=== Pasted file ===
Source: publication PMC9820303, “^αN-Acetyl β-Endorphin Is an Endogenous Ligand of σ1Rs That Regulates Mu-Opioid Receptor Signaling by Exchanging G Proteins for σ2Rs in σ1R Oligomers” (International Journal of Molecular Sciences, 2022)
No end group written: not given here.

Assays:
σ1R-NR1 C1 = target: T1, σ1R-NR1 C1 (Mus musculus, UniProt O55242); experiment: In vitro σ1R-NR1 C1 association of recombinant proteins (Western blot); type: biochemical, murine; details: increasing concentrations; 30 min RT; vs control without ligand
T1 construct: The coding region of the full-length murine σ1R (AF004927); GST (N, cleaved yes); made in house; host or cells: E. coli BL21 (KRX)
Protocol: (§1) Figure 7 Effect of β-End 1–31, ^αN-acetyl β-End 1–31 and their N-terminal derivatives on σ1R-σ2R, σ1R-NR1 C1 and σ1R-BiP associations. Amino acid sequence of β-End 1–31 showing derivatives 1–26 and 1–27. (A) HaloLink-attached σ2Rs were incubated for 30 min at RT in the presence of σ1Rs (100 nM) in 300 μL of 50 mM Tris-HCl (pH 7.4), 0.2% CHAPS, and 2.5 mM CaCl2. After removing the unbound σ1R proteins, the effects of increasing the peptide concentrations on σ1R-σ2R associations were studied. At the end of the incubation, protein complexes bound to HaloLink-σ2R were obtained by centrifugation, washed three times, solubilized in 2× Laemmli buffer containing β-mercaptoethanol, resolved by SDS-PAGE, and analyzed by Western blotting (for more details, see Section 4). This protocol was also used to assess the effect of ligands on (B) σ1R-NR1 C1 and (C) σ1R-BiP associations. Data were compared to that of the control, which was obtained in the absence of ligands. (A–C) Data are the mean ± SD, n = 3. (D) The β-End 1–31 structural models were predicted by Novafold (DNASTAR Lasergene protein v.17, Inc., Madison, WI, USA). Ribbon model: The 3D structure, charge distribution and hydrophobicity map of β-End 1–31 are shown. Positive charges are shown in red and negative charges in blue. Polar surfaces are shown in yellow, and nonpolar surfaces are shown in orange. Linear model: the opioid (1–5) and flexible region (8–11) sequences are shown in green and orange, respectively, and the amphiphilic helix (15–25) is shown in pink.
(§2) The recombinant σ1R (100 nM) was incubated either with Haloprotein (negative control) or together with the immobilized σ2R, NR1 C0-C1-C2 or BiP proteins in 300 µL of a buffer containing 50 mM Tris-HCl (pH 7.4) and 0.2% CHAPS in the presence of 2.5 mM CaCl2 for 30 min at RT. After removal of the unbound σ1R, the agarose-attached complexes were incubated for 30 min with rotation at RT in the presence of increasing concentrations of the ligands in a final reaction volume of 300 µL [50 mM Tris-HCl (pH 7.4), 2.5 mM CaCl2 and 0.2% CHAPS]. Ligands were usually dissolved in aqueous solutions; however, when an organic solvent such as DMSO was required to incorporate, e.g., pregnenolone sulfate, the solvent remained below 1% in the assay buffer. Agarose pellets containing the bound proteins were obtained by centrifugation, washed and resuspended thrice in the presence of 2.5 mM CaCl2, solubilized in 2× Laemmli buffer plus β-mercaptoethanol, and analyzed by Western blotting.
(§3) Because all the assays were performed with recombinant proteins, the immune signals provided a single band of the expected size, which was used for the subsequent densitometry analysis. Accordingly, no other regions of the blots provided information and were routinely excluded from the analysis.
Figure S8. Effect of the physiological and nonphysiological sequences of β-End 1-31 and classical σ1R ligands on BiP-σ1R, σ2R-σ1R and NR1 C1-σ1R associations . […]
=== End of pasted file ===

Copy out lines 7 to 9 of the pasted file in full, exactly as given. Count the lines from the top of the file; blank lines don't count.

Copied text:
(§2) The recombinant σ1R (100 nM) was incubated either with Haloprotein (negative control) or together with the immobilized σ2R, NR1 C0-C1-C2 or BiP proteins in 300 µL of a buffer containing 50 mM Tris-HCl (pH 7.4) and 0.2% CHAPS in the presence of 2.5 mM CaCl2 for 30 min at RT. After removal of the unbound σ1R, the agarose-attached complexes were incubated for 30 min with rotation at RT in the presence of increasing concentrations of the ligands in a final reaction volume of 300 µL [50 mM Tris-HCl (pH 7.4), 2.5 mM CaCl2 and 0.2% CHAPS]. Ligands were usually dissolved in aqueous solutions; however, when an organic solvent such as DMSO was required to incorporate, e.g., pregnenolone sulfate, the solvent remained below 1% in the assay buffer. Agarose pellets containing the bound proteins were obtained by centrifugation, washed and resuspended thrice in the presence of 2.5 mM CaCl2, solubilized in 2× Laemmli buffer plus β-mercaptoethanol, and analyzed by Western blotting.
(§3) Because all the assays were performed with recombinant proteins, the immune signals provided a single band of the expected size, which was used for the subsequent densitometry analysis. Accordingly, no other regions of the blots provided information and were routinely excluded from the analysis.
Figure S8. Effect of the physiological and nonphysiological sequences of β-End 1-31 and classical σ1R ligands on BiP-σ1R, σ2R-σ1R and NR1 C1-σ1R associations . […]